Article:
Nor did the trial court abuse its discretion by failing to find Warlick’s surrender to the police to be mitigating. Warlick shot Annie in plain view of her brother who was sitting a few feet away. Had he not surrendered, he would no doubt have been apprehended in short order. Compare Battles v. State, 688 N.E.2d 1230, 1237 (Ind. 1997) (“[D]efendant’s eventual capture and arrest were nigh unavoidable, and we cannot say that the trial court abused its discretion in failing to find that his voluntary statement to police was a mitigating circumstance entitled to any significant weight.”) with Brewer v. State, 646 N.E.2d 1382, 1386 (Ind. 1995) (“[A]ppellant had clearly succeeded in escaping responsibility for the heinous crime that he had committed nearly fifteen years before. His surrender and subsequent confession provided a major benefit to the community; that benefit to society should be reflected in the sentence imposed.”).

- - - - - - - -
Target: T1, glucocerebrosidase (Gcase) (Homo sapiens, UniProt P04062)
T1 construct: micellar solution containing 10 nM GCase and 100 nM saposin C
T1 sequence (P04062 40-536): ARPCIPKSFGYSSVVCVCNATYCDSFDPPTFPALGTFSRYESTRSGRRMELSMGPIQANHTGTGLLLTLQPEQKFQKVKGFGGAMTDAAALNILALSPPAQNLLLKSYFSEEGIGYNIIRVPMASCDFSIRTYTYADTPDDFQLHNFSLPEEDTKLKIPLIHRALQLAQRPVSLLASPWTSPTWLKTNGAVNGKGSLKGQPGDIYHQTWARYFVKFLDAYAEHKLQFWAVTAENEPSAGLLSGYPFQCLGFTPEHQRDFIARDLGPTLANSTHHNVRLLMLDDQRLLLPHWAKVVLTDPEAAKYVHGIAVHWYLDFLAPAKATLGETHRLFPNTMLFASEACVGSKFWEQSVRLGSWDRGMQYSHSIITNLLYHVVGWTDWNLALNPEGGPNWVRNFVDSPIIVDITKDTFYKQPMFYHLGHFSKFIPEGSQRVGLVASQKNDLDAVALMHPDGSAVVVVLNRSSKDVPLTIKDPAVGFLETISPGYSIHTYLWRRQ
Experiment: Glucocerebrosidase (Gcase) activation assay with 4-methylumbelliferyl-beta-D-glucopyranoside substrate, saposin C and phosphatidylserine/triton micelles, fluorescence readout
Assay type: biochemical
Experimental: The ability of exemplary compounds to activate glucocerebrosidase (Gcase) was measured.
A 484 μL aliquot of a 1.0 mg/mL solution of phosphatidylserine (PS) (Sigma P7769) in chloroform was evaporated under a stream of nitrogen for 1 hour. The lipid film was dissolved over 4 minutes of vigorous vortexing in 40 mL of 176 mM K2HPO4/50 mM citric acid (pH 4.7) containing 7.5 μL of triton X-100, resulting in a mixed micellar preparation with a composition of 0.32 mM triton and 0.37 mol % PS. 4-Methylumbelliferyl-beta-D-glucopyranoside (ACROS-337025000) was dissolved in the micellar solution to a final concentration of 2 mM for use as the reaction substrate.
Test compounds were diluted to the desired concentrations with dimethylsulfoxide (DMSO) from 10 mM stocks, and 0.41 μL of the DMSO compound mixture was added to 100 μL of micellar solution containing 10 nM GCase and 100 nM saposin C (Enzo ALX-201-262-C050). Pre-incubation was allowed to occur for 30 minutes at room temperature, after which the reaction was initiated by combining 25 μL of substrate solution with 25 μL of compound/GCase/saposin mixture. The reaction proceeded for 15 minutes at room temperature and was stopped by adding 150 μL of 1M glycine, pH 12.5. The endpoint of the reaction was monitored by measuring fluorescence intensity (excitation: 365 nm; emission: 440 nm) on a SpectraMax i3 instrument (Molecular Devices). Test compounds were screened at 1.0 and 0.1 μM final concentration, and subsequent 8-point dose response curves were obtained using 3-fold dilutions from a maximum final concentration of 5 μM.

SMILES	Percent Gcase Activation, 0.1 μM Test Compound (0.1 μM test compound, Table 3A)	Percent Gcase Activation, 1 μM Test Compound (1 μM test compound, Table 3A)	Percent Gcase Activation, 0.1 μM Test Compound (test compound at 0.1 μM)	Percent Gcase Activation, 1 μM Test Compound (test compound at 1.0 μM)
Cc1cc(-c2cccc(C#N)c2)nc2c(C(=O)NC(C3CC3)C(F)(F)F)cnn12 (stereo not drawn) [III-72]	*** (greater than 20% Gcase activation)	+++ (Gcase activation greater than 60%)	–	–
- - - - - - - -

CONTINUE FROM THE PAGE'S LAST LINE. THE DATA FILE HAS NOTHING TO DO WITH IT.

III. Weighing the Aggravating and Mitigating Circumstances

    As a final point, Warlick argues that the trial court failed to properly weigh the aggravating and mitigating circumstances. He concedes that the trial court has discretion in determining what weight to assign to these factors, but nonetheless contends that the trial court gave too much weight to the aggravating circumstance and not enough weight to the mitigating circumstances. His argument regarding the aggravating circumstance relies on Justice DeBruler’s concurring opinion in Matheney v. State, 583 N.E.2d 1202, 1210 (Ind. 1992): “[W]here the intent of the burglary is the intent to kill, the weight of the aggravator is greatly diminished, for the mind had formed but a single felonious intent.” The majority opinion did not embrace this view but rather held: “The General Assembly could reasonably have determined that a murder committed by breaking and entering a dwelling in the place where a person should be able to feel secure, merited the death penalty.” Id. at 1208. Although the aggravating circumstance here, and in Matheney, may not be the weightiest one, the trial court was certainly allowed to give it considerable weight.